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  • in reply to: Option to “upgrade” later? #14965
    Katherine-Hunter
    Katherine-Hunter
    Participant

    The different levels make much more sense to me now, thank you for explaining that! Just to clarify, I haven’t actually sent off for a kit and paid for her to participate yet (still making myself wait until payday at least for that too haha), but I did spend an afternoon completing all the surveys, which were pretty fun and thought-provoking on their own.

    in reply to: Option to “upgrade” later? #14963
    Katherine-Hunter
    Katherine-Hunter
    Participant

    Hi Jessica,

    Thanks for replying! And incidentally, I recognize you from FDSA! Your biology of socialization webinar was actually my very first webinar purchase back in March 2018. 🙂

    I’ll have to think about it a little before deciding which one to do, then. I think whatever genetically might be contributing to her fearful behavior would be really useful for scientists’ and breeders’ knowledge far in the future, at least, and my own curiosity may just have to wait until I can save the funds to pay for that level of analysis.

    And hi Jennifer, thank you for your post too! That’s good information to know about purebred ACDs. My dog Raven would definitely be in the reactive category, alert barking/howling at strangers, but especially when they surprise us on walks, as in coming around a corner, and growling and lunging if they keep trying to come over and “say hi” to her. (I wish people wouldn’t do that!) I have no knowledge of her background, except that she was finally caught after weeks of running around rural middle of Missouri at an estimated 7 months of age, taken into a rescue group, and then stayed in a foster home, where she acted like she’d never been in a house before (foster didn’t provide specific observable behavior examples, just that statement). Then I got her at 13 months. So I’m guessing she had very little to no early socialization, and probably also learned in her running around days that if she barked at people they would leave her alone.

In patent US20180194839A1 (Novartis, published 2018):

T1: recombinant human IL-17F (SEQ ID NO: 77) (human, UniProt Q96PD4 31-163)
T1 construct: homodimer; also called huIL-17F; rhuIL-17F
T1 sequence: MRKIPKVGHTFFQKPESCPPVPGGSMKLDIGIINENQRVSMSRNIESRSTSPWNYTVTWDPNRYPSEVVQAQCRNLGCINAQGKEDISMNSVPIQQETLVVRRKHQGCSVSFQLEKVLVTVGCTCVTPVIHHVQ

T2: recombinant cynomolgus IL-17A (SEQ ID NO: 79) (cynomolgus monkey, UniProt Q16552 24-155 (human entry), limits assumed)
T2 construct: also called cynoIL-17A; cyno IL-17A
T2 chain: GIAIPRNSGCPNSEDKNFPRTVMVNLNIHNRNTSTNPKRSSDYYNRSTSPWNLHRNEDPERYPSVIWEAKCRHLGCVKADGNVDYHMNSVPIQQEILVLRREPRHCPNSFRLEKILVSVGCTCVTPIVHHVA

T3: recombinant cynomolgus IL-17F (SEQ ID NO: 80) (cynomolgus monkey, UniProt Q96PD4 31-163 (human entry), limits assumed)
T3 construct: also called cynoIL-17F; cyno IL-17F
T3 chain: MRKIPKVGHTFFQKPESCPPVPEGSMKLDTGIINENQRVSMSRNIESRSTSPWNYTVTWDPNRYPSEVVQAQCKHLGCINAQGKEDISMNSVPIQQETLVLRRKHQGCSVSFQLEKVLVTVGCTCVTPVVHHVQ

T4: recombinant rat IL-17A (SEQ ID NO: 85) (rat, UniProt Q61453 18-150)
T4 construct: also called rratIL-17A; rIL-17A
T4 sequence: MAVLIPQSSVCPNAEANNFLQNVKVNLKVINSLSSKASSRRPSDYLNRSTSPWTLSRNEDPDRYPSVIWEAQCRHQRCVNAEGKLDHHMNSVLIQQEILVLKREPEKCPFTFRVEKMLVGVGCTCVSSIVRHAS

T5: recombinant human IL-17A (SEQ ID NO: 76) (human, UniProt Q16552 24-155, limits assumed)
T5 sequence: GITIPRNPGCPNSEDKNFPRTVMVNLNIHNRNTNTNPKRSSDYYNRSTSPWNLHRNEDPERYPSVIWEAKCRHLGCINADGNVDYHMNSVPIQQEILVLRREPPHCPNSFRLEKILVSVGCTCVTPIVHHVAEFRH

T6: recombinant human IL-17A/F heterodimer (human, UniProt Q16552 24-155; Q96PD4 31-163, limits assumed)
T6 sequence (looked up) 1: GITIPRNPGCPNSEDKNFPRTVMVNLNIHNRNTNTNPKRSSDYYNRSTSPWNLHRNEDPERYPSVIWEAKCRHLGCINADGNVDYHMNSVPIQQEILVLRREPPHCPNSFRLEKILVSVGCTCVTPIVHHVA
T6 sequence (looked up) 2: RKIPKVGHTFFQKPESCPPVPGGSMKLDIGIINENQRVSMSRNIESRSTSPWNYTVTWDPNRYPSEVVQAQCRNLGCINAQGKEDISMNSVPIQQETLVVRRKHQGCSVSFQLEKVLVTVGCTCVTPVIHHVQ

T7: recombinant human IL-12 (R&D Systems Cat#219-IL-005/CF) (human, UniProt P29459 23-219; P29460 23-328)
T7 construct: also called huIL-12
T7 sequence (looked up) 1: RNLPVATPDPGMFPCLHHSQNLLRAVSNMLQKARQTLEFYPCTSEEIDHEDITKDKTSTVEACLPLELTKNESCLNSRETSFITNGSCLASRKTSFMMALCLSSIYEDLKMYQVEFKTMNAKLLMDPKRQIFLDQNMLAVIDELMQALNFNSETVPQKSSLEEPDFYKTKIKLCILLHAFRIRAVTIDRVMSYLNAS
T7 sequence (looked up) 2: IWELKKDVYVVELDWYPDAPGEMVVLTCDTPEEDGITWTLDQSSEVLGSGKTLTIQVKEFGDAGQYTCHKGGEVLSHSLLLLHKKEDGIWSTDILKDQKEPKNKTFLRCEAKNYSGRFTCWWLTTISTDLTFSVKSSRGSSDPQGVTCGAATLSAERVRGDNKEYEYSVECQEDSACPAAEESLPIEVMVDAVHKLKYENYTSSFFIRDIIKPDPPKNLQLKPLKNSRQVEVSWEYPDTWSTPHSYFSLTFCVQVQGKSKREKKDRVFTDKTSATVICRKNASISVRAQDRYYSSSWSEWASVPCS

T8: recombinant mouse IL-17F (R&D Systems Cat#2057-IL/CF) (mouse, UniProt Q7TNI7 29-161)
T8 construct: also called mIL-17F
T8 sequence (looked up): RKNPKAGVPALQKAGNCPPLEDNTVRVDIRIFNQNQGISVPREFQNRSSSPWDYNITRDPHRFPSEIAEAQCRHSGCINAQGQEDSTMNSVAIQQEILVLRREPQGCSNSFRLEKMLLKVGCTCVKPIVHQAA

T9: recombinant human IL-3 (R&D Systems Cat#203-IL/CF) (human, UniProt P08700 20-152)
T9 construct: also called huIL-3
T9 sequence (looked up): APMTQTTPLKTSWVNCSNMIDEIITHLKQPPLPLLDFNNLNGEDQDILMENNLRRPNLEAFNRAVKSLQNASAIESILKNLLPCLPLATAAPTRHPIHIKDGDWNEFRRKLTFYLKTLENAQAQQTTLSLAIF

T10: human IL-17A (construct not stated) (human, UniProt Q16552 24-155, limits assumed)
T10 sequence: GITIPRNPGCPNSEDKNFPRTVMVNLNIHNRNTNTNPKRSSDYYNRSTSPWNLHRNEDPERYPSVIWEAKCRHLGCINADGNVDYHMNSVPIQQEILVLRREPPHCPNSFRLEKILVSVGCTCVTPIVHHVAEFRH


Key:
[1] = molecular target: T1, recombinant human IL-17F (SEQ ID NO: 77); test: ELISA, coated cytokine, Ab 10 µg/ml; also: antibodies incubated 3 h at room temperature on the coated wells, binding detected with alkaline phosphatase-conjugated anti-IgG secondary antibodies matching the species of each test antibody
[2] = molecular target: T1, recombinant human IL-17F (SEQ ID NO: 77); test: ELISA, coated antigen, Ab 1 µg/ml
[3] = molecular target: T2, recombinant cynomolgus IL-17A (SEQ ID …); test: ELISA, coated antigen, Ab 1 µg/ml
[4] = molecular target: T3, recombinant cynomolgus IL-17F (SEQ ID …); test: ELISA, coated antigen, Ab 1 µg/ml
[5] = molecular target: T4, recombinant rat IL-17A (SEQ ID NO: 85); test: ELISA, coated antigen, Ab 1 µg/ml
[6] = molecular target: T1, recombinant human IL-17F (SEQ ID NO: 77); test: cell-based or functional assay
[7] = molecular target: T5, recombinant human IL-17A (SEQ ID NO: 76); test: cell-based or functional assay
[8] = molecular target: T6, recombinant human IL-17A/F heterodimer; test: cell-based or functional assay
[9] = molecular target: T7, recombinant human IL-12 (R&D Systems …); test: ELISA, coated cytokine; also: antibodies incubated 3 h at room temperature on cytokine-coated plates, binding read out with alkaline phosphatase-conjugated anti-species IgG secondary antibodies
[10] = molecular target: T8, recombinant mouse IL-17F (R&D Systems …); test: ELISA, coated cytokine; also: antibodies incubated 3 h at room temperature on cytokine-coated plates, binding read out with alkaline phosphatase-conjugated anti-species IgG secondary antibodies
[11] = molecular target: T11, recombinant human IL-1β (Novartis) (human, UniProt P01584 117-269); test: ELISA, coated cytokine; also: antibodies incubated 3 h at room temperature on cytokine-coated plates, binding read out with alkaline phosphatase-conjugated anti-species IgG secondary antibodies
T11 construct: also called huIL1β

Off leash at a dog park type place, she also displays circling and barking behavior that looks like an attempt to control people’s movement, especially a kid running, and acts like she’s about to nip at their heels. To my knowledge she’s never actually made physical contact, but now I’m wondering if it’s a good idea to let her “practice” that behavior or not.

    My previous dog was a border collie, a detection dog washout, so I’m familiar with their crouching/stalking behavior, and what she does is not the same at all. Buzz, my previous dog, used to creep forward a bit and then drop down and wait when he saw a dog running towards us from a distance. Incidentally, he also had neophobia, probably due to being raised in a kennel type environment and not being exposed to the outside world as much as he should have been, and he was also dog-reactive towards dogs who were getting too close to me, essentially resource guarding me. I sure know how to pick the fun dogs! 😀

    Could I send you a link to a video showing how she intensely stares at a stranger but in this case didn’t bark? I’m just curious about how you would interpret her behavior, if it’s that “hard stare” of an ACD you refer to. She was pretty ok with the stranger in this context because it was at a workshop where she decided how close she was going to get, but still never approached her past a certain point.

    Editing to add her profile on here: https://darwinsark.org/dog-profile-page/?dog_id=25630

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